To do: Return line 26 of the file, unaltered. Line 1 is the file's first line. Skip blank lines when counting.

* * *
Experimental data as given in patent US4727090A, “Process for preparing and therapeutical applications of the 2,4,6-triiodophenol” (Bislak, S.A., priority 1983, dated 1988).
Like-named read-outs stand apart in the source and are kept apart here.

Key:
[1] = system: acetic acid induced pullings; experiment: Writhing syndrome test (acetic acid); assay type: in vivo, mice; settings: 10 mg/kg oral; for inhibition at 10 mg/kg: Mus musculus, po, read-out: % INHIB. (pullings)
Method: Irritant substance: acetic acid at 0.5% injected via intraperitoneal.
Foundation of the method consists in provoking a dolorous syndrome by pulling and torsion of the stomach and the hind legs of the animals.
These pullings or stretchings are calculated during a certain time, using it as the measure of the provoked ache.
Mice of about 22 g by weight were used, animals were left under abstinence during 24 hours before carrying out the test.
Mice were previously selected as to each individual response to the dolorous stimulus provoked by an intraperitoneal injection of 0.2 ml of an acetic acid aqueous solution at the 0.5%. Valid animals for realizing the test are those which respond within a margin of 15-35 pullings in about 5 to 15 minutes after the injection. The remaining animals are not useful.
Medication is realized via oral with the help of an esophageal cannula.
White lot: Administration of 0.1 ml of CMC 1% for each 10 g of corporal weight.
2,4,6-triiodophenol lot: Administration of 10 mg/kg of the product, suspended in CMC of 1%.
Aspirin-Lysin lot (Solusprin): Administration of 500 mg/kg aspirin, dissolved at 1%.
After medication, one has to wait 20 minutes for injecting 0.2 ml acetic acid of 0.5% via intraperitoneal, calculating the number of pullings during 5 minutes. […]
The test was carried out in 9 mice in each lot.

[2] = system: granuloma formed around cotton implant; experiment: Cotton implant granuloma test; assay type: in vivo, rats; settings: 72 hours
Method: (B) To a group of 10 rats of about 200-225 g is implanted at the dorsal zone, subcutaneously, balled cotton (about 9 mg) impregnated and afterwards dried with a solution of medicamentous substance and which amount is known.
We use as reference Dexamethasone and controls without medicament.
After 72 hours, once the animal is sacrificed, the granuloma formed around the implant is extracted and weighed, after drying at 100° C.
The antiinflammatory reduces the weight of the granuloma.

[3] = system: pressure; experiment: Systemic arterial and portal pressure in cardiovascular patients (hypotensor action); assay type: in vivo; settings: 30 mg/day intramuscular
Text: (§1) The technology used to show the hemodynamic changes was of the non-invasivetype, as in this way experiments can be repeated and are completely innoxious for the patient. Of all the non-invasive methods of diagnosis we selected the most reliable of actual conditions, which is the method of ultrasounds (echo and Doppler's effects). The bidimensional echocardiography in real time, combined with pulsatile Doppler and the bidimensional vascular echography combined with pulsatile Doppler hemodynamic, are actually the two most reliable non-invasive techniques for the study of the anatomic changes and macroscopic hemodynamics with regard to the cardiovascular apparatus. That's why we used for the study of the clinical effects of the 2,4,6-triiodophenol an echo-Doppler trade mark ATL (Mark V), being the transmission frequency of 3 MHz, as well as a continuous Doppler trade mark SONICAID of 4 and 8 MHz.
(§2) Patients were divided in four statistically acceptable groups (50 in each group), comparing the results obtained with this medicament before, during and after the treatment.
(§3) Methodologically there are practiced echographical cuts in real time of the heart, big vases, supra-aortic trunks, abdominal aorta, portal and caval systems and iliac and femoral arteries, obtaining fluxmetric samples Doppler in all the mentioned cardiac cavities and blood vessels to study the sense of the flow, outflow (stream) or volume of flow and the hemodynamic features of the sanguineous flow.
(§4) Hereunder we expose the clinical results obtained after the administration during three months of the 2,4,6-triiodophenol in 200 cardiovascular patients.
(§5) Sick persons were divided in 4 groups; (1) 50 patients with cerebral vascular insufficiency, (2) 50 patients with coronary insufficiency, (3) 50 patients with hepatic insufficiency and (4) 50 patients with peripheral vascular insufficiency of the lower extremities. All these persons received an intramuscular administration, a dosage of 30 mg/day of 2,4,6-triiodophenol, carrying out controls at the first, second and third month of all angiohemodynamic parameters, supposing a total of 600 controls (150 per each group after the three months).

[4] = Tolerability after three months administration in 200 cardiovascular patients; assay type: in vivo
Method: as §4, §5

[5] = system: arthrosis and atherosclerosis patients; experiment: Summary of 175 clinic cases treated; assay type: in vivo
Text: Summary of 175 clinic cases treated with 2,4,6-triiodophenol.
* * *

(§5) Sick persons were divided in 4 groups; (1) 50 patients with cerebral vascular insufficiency, (2) 50 patients with coronary insufficiency, (3) 50 patients with hepatic insufficiency and (4) 50 patients with peripheral vascular insufficiency of the lower extremities. All these persons received an intramuscular administration, a dosage of 30 mg/day of 2,4,6-triiodophenol, carrying out controls at the first, second and third month of all angiohemodynamic parameters, supposing a total of 600 controls (150 per each group after the three months).